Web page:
- Production process
Aloe vera grows best in dry chalky soil or in a sandy loam. While the plant needs warm semi-tropical conditions, overexposure to sun results in stunted plants with low gel yield. Therefore, Aloe vera is commonly interplanted with other crops, such as fruit trees. The quality of Aloe vera plant products varies considerably due to differences in growing, harvesting, processing, and storage techniques, and may also depend on the regulatory regime under which the product is sold. Mexico, followed by the rest of Latin America, China, Thailand, and the USA were described as main producing countries. Aloe vera has become an important plant crop in Arizona and in the Rio Grande valley of southern Texas .The production processes for Aloe vera products include various steps such as crushing, grinding or pressing, filtration, decolorization, stabilization, heat processing, and may be followed by addition of preservatives and stabilizers.
Harvesting of the leaves of the Aloe vera plant is generally performed by hand, with the leaves cut from the base of the plant. Individual leaves are wrapped, crated, and transported to processing plants. Ideally, the leaves are processed within a few hours after harvesting, as temperature, light, air, and humidity can affect the stability of the plant components. At the processing step, the leaves may be cleaned with water and a mild chlorine solution .Aloe vera gel from the fillet of the inner leaf pulp is obtained either by manual removal of the outer layers of the leaf with a knife or by machine. Either method can be flawed and has the potential to contaminate the gel with latex .This process yields crude Aloe vera gel. High quality gel appears opaque, slightly off-white in colour, and is viscous .Aloe vera whole leaf extract is obtained by grinding the whole fresh leaves, without removal of the rind. Extraneous material and lignified fibres are then removed by homogenizing and filtering the crude gel or whole leaf extracts. Since various amounts of latex and rind may be present in the whole leaf extracts, the extracts may appear yellow to yellow-green in colour. Activated carbon adsorption to produce Aloe vera decolorized whole leaf extract is the first processing step where an extract is intentionally subjected to chemical alteration. Aloe vera decolorized whole leaf has lower rheological values than the gel and has a lower content of complex carbohydrates than either gel or whole leaf extracts .The processed extracts are difficult to keep stable, a problem that may cause differences in product potency; therefore, the gel or whole leaf extracts can undergo a stabilization process before being bottled. This process may involve pasteurization, ultraviolet stabilization, chemical oxidation with hydrogen peroxide, addition of chemical preservatives and additives, or concentration, and/or drying .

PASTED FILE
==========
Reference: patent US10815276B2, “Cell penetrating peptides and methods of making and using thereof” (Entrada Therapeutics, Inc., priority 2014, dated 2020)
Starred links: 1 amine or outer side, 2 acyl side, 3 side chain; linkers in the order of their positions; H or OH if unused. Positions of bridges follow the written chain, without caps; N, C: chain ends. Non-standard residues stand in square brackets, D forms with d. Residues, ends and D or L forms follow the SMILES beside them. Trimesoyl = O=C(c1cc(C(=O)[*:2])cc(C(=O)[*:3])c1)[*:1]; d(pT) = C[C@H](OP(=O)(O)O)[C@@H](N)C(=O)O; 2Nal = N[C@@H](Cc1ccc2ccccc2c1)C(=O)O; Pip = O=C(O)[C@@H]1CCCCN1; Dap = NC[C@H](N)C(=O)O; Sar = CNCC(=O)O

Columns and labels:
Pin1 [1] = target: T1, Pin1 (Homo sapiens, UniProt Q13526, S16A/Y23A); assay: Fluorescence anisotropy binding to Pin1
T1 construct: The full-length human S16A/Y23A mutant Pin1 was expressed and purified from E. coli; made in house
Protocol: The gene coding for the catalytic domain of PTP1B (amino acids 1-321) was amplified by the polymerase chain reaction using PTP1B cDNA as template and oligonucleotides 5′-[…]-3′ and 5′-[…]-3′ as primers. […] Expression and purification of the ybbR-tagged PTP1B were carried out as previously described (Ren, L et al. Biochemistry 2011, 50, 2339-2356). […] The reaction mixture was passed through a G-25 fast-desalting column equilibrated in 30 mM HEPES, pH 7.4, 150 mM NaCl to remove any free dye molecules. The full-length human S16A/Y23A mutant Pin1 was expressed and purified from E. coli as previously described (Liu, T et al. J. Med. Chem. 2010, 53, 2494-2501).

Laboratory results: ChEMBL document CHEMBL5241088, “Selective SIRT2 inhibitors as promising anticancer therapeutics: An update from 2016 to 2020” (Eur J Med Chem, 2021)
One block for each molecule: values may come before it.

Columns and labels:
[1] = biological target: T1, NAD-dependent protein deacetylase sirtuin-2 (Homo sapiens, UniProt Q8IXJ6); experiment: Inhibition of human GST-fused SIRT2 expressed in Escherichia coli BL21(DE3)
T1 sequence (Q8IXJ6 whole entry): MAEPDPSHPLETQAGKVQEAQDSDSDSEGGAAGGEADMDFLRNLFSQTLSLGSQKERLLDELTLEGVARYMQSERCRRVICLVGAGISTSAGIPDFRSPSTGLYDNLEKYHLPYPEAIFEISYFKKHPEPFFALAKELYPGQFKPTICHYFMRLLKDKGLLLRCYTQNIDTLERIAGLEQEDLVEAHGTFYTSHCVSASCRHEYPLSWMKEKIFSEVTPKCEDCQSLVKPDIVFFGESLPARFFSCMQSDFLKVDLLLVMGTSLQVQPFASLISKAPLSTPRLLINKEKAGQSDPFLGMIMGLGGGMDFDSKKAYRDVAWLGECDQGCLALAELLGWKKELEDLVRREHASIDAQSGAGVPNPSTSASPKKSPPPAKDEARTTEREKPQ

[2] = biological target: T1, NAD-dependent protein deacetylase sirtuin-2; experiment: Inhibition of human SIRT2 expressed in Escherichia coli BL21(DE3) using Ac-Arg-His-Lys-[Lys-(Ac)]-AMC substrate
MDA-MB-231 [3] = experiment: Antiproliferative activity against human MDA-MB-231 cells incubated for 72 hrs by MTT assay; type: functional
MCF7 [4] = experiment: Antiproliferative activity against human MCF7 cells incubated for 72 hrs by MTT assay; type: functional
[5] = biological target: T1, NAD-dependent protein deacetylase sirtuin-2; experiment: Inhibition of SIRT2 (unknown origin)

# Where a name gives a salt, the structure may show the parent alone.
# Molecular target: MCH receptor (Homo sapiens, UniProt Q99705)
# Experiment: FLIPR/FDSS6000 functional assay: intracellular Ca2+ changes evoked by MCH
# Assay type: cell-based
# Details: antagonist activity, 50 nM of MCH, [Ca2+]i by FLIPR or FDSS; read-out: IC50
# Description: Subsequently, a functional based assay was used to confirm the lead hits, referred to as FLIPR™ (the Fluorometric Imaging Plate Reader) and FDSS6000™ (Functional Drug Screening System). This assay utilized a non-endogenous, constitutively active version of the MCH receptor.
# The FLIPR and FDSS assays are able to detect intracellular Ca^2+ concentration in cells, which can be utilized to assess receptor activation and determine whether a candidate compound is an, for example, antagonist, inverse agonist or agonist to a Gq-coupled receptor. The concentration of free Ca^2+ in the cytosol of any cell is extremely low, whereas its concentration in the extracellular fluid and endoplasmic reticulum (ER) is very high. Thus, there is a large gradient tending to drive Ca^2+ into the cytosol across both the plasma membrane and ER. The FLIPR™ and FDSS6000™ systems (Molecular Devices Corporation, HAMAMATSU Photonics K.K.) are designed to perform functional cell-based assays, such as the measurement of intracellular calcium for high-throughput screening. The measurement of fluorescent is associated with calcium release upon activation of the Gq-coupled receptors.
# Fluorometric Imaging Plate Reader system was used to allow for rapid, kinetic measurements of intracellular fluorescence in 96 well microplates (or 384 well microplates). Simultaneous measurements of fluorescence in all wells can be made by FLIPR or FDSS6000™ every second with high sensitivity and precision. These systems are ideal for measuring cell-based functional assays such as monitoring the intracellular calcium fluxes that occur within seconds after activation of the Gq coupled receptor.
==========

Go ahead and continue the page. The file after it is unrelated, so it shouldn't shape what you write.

(b) Production volume
In the cosmetic industry, Aloe vera ingredients hold a prominent position at the top of the list showing the relative frequency of use of plant ingredients within formulations filed with the United States Food and Drug Administration (FDA) .
According to the 2012 Nutrition Business Journal Annual Report, Aloe vera was 20th among best-selling dietary supplements in the USA. There has been a general upward trend in sales from US$ 31 million in 2000 to US$ 72 million in 2011.In 2006, the industry size for Aloe species raw material was estimated to be about US$ 125 million worldwide, while the industry for finished products containing Aloe vera was around US$ 110 billion .
Global sales of Aloe species products in 2012 totalled US$ 351 million, according to IMS Health MIDAS data. Most products were reported as derived from Aloe vera (90%). Substantial sales as a dietary supplement were reported in Brazil (US$ 74 million), Indonesia (US$ 50 million), India (US$ 34 million), USA (US$ 29 million), the Russian Federation (US$ 19 million), Japan (US$ 15 million), and Mexico (US$ 12 million) (IMS Health, 2012).